Nica: Florida’s “no Fault” Scheme to Avoid Compensation for Birth Injuries
Many parents and expectant parents in Florida do not realize that they may have already given up their right to sue if their infant was injured during labor and delivery. That is because the Florida Birth-Related Neurological Injury Compensation Act (“NICA” for short) was created by the Florida Legislature in 1988, specifically to exempt these devastating cases from the traditional court system. Despite the fact that an injury caused during birth can result in life-long disabilities for a child and significant long-term financial and emotional burdens for the parents, the legislature felt that the jury awards granted for these claims was too high, and attempted to eliminate these claims.
As with many pieces of legislation regarding medical malpractice, the principles behind this plan sound good. In theory, physicians who perform deliveries pay into the system, and when birth injuries occur parents can receive compensation for themselves and their injured child without having to go through the expensive and time-consuming process of pursuing medical malpractice litigation.
In practice, however, NICA has a great many limitations.
First of all, it is an exclusive remedy. Meaning that, if your case meets the NICA criteria, you cannot elect to go to through the traditional litigation method. You must go through NICA.
Then there are the caps on damages.
NICA allows for a one-time cash award to parents of injured infants of up to $100,000. A fraction of the real emotional cost of undertaking life-long care for a disabled child.
And if the infant unfortunately passes away from its injuries, the death benefit is only $10,000. For the death of an infant.
NICA also professes to provide for all actual reasonable and necessary expenses for care and treatment of an injured infant. However, this too has its limits. If you have health insurance, NICA only pays what your insurance does not. All claims must be submitted to and approved by NICA. And if you have to make improvements to your home to accommodate your disabled child, there are strict limitations on how much you can spend on that as well.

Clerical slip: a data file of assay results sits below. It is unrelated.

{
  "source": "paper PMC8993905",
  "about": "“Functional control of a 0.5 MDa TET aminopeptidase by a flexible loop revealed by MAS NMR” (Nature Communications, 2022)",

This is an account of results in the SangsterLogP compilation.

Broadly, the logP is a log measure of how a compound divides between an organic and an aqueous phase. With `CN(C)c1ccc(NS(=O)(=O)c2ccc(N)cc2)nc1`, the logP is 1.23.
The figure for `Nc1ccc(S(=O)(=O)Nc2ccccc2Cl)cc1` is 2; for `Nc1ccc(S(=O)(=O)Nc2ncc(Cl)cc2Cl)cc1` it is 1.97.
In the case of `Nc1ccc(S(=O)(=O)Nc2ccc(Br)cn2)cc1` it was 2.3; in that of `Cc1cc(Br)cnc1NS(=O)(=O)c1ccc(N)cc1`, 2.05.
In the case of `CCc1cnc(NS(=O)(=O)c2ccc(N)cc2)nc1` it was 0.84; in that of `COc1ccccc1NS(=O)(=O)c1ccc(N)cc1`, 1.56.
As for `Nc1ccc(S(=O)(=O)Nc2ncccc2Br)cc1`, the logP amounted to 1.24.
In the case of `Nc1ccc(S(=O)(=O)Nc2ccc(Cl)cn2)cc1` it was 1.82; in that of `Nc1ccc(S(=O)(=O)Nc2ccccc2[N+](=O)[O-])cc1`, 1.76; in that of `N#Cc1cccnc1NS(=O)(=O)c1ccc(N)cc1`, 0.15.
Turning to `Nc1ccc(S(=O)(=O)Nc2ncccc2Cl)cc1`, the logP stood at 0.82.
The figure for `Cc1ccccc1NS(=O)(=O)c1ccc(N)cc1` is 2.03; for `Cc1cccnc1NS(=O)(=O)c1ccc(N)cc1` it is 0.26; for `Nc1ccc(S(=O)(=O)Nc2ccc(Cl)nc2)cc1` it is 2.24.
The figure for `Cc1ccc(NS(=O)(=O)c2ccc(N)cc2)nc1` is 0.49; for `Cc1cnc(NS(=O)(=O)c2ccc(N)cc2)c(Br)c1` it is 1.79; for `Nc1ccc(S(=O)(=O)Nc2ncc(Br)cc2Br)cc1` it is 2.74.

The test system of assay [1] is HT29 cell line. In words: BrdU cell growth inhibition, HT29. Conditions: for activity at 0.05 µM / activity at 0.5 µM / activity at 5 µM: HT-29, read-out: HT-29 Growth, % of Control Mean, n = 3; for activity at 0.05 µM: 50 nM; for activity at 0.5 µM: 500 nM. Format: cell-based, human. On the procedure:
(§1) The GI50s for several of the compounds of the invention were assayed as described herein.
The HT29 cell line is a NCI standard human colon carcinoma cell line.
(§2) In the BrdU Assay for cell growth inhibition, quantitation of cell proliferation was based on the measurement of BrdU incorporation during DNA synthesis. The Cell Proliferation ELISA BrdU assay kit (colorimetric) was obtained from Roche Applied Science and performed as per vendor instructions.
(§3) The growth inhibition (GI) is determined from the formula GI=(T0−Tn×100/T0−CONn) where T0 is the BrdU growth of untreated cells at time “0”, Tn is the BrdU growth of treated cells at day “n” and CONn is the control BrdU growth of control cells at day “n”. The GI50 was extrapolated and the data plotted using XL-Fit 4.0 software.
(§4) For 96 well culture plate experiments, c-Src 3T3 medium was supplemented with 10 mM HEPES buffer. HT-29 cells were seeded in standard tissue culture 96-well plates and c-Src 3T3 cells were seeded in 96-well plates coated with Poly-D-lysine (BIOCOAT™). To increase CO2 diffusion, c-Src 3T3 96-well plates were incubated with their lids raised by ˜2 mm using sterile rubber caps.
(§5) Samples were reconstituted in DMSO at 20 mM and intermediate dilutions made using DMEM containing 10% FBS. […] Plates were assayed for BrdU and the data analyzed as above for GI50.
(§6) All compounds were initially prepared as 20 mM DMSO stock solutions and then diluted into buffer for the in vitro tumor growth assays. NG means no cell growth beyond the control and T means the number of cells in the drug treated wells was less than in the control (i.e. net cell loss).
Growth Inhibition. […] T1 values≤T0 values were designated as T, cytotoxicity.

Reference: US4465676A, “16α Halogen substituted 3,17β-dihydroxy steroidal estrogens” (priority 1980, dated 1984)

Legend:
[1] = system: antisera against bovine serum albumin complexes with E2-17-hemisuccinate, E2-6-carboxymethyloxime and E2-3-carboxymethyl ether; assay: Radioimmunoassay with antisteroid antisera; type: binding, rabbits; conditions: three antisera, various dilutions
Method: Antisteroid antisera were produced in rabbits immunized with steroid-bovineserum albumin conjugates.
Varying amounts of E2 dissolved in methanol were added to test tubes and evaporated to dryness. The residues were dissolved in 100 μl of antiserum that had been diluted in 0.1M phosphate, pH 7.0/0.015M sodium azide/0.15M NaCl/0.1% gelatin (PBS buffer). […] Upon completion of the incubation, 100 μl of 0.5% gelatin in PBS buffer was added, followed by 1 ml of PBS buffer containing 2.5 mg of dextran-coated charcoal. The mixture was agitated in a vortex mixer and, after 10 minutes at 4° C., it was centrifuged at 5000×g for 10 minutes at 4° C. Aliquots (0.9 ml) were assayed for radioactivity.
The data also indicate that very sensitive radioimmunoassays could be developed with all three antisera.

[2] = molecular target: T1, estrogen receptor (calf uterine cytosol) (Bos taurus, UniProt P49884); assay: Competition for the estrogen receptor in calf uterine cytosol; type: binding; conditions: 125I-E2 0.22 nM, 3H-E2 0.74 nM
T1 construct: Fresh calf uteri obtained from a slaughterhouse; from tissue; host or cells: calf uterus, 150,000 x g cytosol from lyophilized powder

Moreover, the standards for determining whether or not you are eligible for NICA compensation in the first place are exceedingly high. The injury must be to the brain or spinal cord, be caused by oxygen deprivation or mechanical injury during labor, delivery, or resuscitation immediately post-delivery. And the injured infant must be permanently and substantially mentally and physically impaired. Resulting in very few birth-injured infants actually qualifying for any NICA compensation at all.
If your birth injury case involves even a few of the above elements and you attempt to go around NICA and sue the doctor and hospital directly, their attorneys will most like raise NICA as a defense and force you go through NICA eligibility determination anyway. More often than not, it is just one more hoop that parents must jump through before they can be compensated on behalf of their injured child: file for NICA, be denied, and then proceed with medical malpractice lawsuit. Far from making the system simpler or less expensive, it has only added another layer of complexity for parents who are in desperate need of answers and aid for their injured children.
If your OBGYN is a NICA participant (and you can check their status here) both the doctor and the hospital must provide you notice of this well in advance of delivery. Though, in all the forms, consents, paperwork and brochures you are given in the course of receiving modern prenatal care, it is no wonder that many parents do not fully realize the ramifications of this “no fault” scheme.